At writing group last night, we wrote about a photo of a beautiful woman who was turning 100. Ruby lips, and rouge.
I remember several of my patients, even at their sickest, who needed to “put on their faces” before the doctor made rounds in the morning. We knew exactly which ones needed that, and I know I tried to get into those rooms as early as I could to help them get ready for the day. One woman in room 482 bed 2 was like this. Her cancer had reached her liver, so those bright spots of red rouge and lipstick were an odd contrast to the bilirubin yellow skin, but she insisted that her face be put on.
One morning, several patients had more critical needs than “putting on a face” and kept me from getting to her in my usual fashion. When I got into the room, I did everything I could not to laugh. Her rouge was caked on her sunken cheeks and lipstick bled into the deep lines around her mouth. I could not suppress my laugh, as I went about softening her makeup job, making sure to pluck a few chin whiskers along the way.
I will never forget gently wiping the lipstick from the deep crevices around her mouth. She was a happy woman, though, rather grumpy at the moment, knowing her doctor would be coming soon, and she would not be ready for his 2 minute visit. The lines on her face showed the life she’d lived. I could see that she smiled a lot, and asked her to do that as I scrubbed the lipstick off her top teeth.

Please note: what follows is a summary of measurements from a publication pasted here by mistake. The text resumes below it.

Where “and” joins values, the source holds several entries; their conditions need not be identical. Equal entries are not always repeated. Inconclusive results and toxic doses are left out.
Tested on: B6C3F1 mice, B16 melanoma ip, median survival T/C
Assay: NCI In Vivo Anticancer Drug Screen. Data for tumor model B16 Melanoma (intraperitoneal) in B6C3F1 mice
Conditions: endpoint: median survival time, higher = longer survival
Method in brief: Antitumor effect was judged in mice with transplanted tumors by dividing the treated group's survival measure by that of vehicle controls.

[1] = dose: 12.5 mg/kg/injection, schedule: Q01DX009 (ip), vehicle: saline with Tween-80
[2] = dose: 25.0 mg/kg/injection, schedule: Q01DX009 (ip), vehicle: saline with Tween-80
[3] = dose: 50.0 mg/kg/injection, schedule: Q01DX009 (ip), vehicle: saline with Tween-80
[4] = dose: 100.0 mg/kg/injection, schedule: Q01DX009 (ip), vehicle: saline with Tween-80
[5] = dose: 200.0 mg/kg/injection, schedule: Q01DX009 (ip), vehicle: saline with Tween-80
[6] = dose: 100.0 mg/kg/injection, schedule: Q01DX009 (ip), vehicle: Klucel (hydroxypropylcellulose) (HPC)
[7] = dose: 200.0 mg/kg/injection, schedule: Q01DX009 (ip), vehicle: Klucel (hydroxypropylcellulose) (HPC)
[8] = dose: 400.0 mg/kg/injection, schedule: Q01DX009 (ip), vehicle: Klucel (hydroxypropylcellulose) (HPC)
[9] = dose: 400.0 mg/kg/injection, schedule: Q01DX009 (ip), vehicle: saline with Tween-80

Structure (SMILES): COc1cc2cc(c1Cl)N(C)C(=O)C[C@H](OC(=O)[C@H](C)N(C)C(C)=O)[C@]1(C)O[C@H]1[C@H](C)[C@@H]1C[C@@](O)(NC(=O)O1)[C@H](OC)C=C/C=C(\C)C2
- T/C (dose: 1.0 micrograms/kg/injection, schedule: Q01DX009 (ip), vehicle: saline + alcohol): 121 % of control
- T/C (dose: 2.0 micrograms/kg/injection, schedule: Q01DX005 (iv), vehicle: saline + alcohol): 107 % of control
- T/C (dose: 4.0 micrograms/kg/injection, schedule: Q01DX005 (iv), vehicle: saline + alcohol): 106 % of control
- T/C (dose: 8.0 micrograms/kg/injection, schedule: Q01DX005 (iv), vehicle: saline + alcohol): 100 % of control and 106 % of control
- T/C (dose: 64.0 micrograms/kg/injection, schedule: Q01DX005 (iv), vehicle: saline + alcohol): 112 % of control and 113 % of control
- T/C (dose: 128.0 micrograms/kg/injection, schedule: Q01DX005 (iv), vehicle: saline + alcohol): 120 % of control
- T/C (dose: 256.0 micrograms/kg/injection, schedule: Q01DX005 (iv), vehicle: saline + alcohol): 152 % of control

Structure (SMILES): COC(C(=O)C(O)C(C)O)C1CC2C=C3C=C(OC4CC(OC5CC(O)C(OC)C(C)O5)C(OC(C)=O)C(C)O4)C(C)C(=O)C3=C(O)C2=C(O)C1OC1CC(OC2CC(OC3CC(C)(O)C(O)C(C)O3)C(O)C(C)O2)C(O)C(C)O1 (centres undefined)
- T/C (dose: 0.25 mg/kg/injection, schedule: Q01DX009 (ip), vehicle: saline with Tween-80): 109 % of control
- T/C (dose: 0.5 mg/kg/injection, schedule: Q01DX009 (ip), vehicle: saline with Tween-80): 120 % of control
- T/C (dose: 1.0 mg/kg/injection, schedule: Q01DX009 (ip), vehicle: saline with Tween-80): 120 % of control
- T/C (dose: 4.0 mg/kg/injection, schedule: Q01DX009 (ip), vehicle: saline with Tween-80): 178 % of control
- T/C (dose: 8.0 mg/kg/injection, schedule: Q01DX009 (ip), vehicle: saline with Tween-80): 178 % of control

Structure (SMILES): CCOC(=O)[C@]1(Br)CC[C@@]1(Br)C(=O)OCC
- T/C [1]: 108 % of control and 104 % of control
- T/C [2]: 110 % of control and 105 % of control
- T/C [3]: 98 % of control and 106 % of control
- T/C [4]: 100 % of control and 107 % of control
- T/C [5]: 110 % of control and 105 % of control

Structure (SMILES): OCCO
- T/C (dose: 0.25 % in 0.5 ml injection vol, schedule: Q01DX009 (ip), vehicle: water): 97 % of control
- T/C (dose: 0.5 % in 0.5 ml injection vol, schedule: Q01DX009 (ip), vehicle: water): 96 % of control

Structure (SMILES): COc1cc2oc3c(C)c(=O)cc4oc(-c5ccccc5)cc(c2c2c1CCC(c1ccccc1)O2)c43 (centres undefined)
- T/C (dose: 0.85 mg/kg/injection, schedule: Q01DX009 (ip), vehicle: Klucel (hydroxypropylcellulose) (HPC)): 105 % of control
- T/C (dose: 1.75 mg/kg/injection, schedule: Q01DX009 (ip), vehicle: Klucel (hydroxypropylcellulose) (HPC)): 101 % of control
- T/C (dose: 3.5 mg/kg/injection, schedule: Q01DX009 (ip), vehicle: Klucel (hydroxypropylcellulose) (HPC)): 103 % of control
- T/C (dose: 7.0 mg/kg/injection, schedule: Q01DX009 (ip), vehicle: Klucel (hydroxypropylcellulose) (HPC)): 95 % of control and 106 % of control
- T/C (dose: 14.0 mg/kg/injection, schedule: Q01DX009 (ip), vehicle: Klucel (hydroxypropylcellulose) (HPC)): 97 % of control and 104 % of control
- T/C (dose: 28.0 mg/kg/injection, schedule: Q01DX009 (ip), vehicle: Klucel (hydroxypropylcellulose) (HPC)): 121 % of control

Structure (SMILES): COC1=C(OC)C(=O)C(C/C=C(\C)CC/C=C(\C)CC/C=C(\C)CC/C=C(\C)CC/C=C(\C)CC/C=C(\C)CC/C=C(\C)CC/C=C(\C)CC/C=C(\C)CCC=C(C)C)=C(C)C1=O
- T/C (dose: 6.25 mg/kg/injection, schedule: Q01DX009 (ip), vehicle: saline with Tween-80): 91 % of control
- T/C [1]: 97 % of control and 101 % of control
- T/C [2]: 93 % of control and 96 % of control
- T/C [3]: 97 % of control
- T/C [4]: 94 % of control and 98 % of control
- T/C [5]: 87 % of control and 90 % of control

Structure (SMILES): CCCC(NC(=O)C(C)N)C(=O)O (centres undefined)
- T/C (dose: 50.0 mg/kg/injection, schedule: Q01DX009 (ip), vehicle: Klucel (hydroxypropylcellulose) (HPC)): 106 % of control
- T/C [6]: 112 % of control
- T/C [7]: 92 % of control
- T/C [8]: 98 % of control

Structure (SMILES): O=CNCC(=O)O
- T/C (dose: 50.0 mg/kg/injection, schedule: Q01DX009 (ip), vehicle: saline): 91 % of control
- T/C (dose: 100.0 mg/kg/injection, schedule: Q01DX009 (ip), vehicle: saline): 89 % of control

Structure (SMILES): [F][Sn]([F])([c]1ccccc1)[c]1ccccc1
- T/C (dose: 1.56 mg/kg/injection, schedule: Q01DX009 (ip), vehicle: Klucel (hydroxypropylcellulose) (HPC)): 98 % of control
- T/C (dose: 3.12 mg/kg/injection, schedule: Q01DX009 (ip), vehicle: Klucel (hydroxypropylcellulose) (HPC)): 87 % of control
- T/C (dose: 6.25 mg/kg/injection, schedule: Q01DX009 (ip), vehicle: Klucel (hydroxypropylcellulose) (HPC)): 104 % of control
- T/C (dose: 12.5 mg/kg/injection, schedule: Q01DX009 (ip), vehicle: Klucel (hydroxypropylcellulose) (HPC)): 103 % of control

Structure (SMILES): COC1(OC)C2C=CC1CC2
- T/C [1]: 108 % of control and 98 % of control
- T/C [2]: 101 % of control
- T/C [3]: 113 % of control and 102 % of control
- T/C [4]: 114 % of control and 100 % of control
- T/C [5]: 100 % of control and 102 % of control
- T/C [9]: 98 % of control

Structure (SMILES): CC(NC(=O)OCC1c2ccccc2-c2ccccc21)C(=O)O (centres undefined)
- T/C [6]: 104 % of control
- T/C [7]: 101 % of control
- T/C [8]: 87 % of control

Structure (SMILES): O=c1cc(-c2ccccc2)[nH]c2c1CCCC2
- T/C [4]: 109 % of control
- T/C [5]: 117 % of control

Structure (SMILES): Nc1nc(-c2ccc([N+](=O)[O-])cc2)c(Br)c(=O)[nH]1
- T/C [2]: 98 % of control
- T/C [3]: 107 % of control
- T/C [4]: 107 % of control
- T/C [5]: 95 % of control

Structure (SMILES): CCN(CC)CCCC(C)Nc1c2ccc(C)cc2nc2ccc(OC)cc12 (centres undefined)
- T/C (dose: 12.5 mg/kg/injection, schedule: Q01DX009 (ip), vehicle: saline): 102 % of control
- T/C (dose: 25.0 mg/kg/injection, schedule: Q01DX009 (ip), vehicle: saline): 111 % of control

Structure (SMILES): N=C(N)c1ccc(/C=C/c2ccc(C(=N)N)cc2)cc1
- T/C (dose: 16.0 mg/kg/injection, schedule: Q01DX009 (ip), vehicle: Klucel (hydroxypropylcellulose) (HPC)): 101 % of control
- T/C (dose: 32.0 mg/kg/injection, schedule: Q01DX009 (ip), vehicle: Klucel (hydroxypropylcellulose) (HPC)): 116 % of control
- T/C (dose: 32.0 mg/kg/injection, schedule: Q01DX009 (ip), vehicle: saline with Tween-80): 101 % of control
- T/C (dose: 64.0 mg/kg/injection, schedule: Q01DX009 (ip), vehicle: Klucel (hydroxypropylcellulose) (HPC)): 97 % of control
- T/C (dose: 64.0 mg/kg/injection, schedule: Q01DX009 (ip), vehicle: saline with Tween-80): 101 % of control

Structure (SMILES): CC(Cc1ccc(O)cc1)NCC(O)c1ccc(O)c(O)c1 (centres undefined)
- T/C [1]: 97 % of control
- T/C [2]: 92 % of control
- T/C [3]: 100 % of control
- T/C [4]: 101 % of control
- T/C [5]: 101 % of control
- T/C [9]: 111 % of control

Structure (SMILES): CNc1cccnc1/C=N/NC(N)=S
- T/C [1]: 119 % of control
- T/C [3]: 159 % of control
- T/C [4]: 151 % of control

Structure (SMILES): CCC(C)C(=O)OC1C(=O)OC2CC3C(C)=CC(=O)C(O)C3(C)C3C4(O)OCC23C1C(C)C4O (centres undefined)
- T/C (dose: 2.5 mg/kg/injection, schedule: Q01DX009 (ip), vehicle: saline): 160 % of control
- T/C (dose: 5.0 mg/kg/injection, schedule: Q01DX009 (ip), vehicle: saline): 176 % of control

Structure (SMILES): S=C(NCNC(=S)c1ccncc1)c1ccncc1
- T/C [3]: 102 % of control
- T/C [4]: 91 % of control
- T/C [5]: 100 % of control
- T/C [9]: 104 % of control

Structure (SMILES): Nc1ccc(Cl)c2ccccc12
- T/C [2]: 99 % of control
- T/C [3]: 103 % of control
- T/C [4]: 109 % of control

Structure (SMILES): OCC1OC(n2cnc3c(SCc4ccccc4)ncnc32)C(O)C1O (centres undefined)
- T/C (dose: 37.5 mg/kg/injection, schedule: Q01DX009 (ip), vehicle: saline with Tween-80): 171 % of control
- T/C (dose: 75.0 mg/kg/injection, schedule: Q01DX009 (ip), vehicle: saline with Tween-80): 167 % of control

Her skin was like wiping makeup off of folds of satin, moving and stretching with my efforts, and so soft. The rouge was not the blush of my generation, it was a cake that she’d dug into with dampened fingers, so it was chunky on her silken skin. When I was finished with her makeup, I freshened her up, combed her fine hair, and added a pretty pink bed jacket. She was a yellow lady with red cheeks and lips, silver hair, and a pink jacket, and every bit of her beauty remained, and had nothing to do with the paint on her face.
I was never one for makeup, I don’t have the canvas for makeup, I don’t think. My skin is sensitive, my cheeks are flushed, and I’ve never used foundation. I was just a natural girl, and still am. But, I loved those women who needed to have their faces on before the doctor came, or their husbands, or friends or family. There is something endearing about putting on your best face for the day, even when you are dying.
Beauty, they say, fades with age. I don’t now who “they” are, but they didn’t live my life, seeing the beauty inside and out of the women I have known. As my own face softens, and the lines show my smile after my smile is gone, I hope that my beauty will be as ever before, maybe even more.